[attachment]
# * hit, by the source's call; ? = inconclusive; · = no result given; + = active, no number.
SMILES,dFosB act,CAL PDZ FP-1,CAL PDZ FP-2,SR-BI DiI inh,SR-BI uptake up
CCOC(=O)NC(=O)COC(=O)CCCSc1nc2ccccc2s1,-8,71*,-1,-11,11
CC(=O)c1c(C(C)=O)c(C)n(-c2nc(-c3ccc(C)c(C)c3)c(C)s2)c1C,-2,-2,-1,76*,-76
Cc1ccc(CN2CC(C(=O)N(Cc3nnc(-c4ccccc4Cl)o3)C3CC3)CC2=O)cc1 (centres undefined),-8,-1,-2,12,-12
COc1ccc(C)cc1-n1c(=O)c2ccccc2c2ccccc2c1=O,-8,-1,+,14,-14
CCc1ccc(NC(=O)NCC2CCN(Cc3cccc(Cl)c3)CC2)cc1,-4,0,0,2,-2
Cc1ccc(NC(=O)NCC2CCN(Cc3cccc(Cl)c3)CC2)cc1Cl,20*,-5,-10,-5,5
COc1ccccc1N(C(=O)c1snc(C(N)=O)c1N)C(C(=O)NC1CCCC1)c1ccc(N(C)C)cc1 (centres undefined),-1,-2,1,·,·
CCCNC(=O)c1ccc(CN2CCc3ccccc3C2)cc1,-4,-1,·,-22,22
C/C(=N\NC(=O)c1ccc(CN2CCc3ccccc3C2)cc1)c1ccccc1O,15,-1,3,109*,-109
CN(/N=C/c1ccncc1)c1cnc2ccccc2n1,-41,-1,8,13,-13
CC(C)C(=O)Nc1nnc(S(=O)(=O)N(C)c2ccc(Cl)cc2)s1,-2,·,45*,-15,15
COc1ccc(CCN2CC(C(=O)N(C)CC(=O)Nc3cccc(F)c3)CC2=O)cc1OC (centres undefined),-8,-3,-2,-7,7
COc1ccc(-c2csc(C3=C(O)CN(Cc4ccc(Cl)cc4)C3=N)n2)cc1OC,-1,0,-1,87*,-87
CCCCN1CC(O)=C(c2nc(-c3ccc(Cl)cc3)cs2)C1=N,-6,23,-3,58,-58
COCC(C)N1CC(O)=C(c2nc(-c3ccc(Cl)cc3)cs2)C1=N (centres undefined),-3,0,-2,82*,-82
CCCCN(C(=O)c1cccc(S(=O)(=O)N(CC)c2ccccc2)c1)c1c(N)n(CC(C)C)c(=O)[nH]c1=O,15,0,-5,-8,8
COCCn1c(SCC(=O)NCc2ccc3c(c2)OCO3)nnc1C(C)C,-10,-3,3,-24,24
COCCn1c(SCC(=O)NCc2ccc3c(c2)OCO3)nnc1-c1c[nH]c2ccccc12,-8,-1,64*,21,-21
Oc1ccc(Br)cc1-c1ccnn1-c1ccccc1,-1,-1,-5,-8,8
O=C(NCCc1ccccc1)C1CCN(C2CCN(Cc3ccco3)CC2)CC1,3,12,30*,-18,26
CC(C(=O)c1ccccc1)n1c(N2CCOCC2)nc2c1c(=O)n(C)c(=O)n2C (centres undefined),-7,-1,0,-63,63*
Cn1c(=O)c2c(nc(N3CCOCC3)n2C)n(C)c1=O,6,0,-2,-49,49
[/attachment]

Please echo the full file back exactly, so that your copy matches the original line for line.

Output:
# * hit, by the source's call; ? = inconclusive; · = no result given; + = active, no number.
SMILES,dFosB act,CAL PDZ FP-1,CAL PDZ FP-2,SR-BI DiI inh,SR-BI uptake up
CCOC(=O)NC(=O)COC(=O)CCCSc1nc2ccccc2s1,-8,71*,-1,-11,11
CC(=O)c1c(C(C)=O)c(C)n(-c2nc(-c3ccc(C)c(C)c3)c(C)s2)c1C,-2,-2,-1,76*,-76
Cc1ccc(CN2CC(C(=O)N(Cc3nnc(-c4ccccc4Cl)o3)C3CC3)CC2=O)cc1 (centres undefined),-8,-1,-2,12,-12
COc1ccc(C)cc1-n1c(=O)c2ccccc2c2ccccc2c1=O,-8,-1,+,14,-14
CCc1ccc(NC(=O)NCC2CCN(Cc3cccc(Cl)c3)CC2)cc1,-4,0,0,2,-2
Cc1ccc(NC(=O)NCC2CCN(Cc3cccc(Cl)c3)CC2)cc1Cl,20*,-5,-10,-5,5
COc1ccccc1N(C(=O)c1snc(C(N)=O)c1N)C(C(=O)NC1CCCC1)c1ccc(N(C)C)cc1 (centres undefined),-1,-2,1,·,·
CCCNC(=O)c1ccc(CN2CCc3ccccc3C2)cc1,-4,-1,·,-22,22
C/C(=N\NC(=O)c1ccc(CN2CCc3ccccc3C2)cc1)c1ccccc1O,15,-1,3,109*,-109
CN(/N=C/c1ccncc1)c1cnc2ccccc2n1,-41,-1,8,13,-13
CC(C)C(=O)Nc1nnc(S(=O)(=O)N(C)c2ccc(Cl)cc2)s1,-2,·,45*,-15,15
COc1ccc(CCN2CC(C(=O)N(C)CC(=O)Nc3cccc(F)c3)CC2=O)cc1OC (centres undefined),-8,-3,-2,-7,7
COc1ccc(-c2csc(C3=C(O)CN(Cc4ccc(Cl)cc4)C3=N)n2)cc1OC,-1,0,-1,87*,-87
CCCCN1CC(O)=C(c2nc(-c3ccc(Cl)cc3)cs2)C1=N,-6,23,-3,58,-58
COCC(C)N1CC(O)=C(c2nc(-c3ccc(Cl)cc3)cs2)C1=N (centres undefined),-3,0,-2,82*,-82
CCCCN(C(=O)c1cccc(S(=O)(=O)N(CC)c2ccccc2)c1)c1c(N)n(CC(C)C)c(=O)[nH]c1=O,15,0,-5,-8,8
COCCn1c(SCC(=O)NCc2ccc3c(c2)OCO3)nnc1C(C)C,-10,-3,3,-24,24
COCCn1c(SCC(=O)NCc2ccc3c(c2)OCO3)nnc1-c1c[nH]c2ccccc12,-8,-1,64*,21,-21
Oc1ccc(Br)cc1-c1ccnn1-c1ccccc1,-1,-1,-5,-8,8
O=C(NCCc1ccccc1)C1CCN(C2CCN(Cc3ccco3)CC2)CC1,3,12,30*,-18,26
CC(C(=O)c1ccccc1)n1c(N2CCOCC2)nc2c1c(=O)n(C)c(=O)n2C (centres undefined),-7,-1,0,-63,63*
Cn1c(=O)c2c(nc(N3CCOCC3)n2C)n(C)c1=O,6,0,-2,-49,49